Let’s see emergency plan
before Keystone XL is OK’d
With the Exxon oil spill into the Yellowstone River fresh on our minds, emergency response plans for new and existing pipelines are of great concern. TransCanada has not yet released an emergency response plan for the Keystone XL pipeline, even though it is soon to be through an environmental analysis. An emergency response plan for this pipeline is crucially important, as the Keystone XL pipeline is planned to cross the Missouri, Yellowstone and Platte Rivers (the Missouri and Yellowstone River crossings are in Montana).
A recent analysis of potential spill volumes done by Professor John Stansbury, Ph.D., a professor of engineering at University of Nebraska, found that a spill on the Missouri River would lose over 134,000 barrels of oil. He estimated that a spill on the Yellowstone River would release over 188,000 barrels of oil. Contamination of benzene on any major river could exceed drinking water standards for over 450 miles.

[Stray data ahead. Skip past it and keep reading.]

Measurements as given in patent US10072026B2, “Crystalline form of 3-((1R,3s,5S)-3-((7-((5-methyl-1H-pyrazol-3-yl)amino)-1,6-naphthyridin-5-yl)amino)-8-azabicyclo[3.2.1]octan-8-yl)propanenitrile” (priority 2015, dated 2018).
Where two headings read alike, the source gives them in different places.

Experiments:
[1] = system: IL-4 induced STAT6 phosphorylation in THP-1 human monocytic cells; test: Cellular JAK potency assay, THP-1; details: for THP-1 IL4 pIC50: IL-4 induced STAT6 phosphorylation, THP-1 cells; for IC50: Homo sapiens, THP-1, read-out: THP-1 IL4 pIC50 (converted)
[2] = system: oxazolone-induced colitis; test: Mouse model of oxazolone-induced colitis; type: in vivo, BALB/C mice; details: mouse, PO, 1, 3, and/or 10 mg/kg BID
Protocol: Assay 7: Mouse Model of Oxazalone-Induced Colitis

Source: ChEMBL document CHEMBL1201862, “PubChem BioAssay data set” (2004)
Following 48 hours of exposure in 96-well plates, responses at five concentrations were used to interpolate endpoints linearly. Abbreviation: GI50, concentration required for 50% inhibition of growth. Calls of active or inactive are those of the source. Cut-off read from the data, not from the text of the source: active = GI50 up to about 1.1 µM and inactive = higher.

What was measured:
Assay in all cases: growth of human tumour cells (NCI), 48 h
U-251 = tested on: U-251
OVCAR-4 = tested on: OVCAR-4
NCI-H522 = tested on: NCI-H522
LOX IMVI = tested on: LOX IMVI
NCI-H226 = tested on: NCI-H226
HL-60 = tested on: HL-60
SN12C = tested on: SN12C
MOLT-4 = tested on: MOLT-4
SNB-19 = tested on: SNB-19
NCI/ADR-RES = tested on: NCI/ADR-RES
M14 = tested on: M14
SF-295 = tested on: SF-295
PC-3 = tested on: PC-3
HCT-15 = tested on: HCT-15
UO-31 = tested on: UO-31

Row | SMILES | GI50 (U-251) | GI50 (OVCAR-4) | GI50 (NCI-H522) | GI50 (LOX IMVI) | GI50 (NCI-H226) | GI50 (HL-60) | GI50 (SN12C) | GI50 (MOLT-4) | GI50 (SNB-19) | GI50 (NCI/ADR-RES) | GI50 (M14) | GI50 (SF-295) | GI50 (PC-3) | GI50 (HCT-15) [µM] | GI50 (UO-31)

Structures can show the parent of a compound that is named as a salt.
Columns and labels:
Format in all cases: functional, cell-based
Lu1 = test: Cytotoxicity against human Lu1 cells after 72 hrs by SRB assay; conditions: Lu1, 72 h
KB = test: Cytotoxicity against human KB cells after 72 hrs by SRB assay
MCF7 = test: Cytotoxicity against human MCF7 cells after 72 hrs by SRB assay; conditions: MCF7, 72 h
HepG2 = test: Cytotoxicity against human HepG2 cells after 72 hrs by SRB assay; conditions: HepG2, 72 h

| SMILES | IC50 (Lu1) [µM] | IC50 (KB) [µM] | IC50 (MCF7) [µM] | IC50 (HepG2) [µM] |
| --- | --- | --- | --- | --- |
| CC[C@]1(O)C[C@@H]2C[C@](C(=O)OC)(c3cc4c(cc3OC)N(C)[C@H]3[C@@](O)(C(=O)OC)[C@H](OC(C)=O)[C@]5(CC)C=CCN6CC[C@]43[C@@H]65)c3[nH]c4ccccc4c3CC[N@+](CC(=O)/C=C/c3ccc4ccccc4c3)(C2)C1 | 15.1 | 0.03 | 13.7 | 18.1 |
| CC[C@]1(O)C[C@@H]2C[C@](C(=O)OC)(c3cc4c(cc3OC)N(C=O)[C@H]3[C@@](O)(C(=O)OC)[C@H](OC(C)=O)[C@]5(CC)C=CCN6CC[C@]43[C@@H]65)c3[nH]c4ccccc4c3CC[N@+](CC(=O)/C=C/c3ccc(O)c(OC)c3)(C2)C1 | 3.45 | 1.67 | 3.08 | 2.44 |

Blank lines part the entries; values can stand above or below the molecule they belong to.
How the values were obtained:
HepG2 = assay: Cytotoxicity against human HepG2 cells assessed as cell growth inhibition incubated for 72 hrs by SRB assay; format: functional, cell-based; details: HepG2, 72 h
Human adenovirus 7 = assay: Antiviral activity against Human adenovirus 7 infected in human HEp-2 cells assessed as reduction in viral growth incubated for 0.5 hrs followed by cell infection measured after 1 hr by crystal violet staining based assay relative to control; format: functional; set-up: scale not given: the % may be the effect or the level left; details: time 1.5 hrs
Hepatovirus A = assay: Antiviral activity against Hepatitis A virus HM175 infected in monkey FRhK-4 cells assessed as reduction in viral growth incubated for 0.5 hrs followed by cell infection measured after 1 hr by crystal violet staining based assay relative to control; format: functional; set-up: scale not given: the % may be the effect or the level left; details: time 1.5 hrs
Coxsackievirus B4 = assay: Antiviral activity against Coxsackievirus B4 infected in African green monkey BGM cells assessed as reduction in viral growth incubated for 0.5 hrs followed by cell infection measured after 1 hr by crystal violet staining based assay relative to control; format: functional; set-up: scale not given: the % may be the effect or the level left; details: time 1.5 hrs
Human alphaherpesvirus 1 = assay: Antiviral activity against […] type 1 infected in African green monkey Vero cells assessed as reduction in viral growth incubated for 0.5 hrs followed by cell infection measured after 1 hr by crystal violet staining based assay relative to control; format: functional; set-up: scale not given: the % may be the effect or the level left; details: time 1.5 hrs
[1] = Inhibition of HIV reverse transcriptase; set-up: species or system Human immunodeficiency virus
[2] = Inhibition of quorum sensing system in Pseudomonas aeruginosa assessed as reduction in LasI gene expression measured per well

The emergency response plan needs to be in place before building the pipeline, and every individual involved in the process needs a chance to review and comment on the plan. The impacts of a spill could be astronomical for emergency responders, local governments and affected landowners. The U.S. Department of Transportation through their pipeline safety administration can make this improvement to our policy and should do so in time to include the Keystone XL pipeline.
The Montana Department of Environmental Quality should make their permit conditional on this policy improvement.